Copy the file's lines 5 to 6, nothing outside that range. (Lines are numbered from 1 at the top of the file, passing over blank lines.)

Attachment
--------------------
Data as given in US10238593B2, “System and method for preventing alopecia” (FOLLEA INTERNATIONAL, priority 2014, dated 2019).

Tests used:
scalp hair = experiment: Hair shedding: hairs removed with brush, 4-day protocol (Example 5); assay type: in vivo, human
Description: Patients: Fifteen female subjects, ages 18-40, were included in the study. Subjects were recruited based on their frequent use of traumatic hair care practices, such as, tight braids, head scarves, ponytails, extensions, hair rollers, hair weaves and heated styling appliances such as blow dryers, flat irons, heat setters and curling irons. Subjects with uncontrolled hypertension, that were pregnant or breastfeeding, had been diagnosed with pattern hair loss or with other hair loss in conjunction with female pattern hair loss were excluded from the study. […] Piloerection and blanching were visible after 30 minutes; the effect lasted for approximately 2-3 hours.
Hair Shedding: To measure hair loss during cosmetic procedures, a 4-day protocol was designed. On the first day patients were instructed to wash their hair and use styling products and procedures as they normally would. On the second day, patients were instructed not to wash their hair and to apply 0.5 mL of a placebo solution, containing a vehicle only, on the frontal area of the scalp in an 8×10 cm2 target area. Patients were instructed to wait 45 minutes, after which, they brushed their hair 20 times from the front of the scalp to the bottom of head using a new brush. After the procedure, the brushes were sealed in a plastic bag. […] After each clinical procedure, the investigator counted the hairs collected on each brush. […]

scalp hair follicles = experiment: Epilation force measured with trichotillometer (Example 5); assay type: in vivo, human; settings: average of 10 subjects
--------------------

Hair Shedding: To measure hair loss during cosmetic procedures, a 4-day protocol was designed. On the first day patients were instructed to wash their hair and use styling products and procedures as they normally would. On the second day, patients were instructed not to wash their hair and to apply 0.5 mL of a placebo solution, containing a vehicle only, on the frontal area of the scalp in an 8×10 cm2 target area. Patients were instructed to wait 45 minutes, after which, they brushed their hair 20 times from the front of the scalp to the bottom of head using a new brush. After the procedure, the brushes were sealed in a plastic bag. […] After each clinical procedure, the investigator counted the hairs collected on each brush. […]

scalp hair follicles = experiment: Epilation force measured with trichotillometer (Example 5); assay type: in vivo, human; settings: average of 10 subjects